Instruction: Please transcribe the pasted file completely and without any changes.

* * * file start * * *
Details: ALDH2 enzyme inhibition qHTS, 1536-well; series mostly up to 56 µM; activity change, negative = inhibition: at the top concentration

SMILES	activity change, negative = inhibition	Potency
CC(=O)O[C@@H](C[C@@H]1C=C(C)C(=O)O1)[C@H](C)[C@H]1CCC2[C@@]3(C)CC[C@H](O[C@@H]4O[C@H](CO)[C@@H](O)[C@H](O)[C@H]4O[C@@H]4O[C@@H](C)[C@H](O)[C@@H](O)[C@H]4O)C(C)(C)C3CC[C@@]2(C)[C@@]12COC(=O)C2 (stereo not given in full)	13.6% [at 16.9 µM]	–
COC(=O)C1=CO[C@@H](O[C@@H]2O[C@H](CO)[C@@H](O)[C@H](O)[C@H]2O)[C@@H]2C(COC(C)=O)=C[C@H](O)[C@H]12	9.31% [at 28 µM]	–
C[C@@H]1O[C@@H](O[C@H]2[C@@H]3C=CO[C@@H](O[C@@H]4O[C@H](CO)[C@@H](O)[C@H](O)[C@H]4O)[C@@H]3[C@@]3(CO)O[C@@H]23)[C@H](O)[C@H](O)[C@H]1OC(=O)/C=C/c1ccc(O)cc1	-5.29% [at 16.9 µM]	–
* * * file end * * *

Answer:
Details: ALDH2 enzyme inhibition qHTS, 1536-well; series mostly up to 56 µM; activity change, negative = inhibition: at the top concentration

SMILES	activity change, negative = inhibition	Potency
CC(=O)O[C@@H](C[C@@H]1C=C(C)C(=O)O1)[C@H](C)[C@H]1CCC2[C@@]3(C)CC[C@H](O[C@@H]4O[C@H](CO)[C@@H](O)[C@H](O)[C@H]4O[C@@H]4O[C@@H](C)[C@H](O)[C@@H](O)[C@H]4O)C(C)(C)C3CC[C@@]2(C)[C@@]12COC(=O)C2 (stereo not given in full)	13.6% [at 16.9 µM]	–
COC(=O)C1=CO[C@@H](O[C@@H]2O[C@H](CO)[C@@H](O)[C@H](O)[C@H]2O)[C@@H]2C(COC(C)=O)=C[C@H](O)[C@H]12	9.31% [at 28 µM]	–
C[C@@H]1O[C@@H](O[C@H]2[C@@H]3C=CO[C@@H](O[C@@H]4O[C@H](CO)[C@@H](O)[C@H](O)[C@H]4O)[C@@H]3[C@@]3(CO)O[C@@H]23)[C@H](O)[C@H](O)[C@H]1OC(=O)/C=C/c1ccc(O)cc1	-5.29% [at 16.9 µM]	–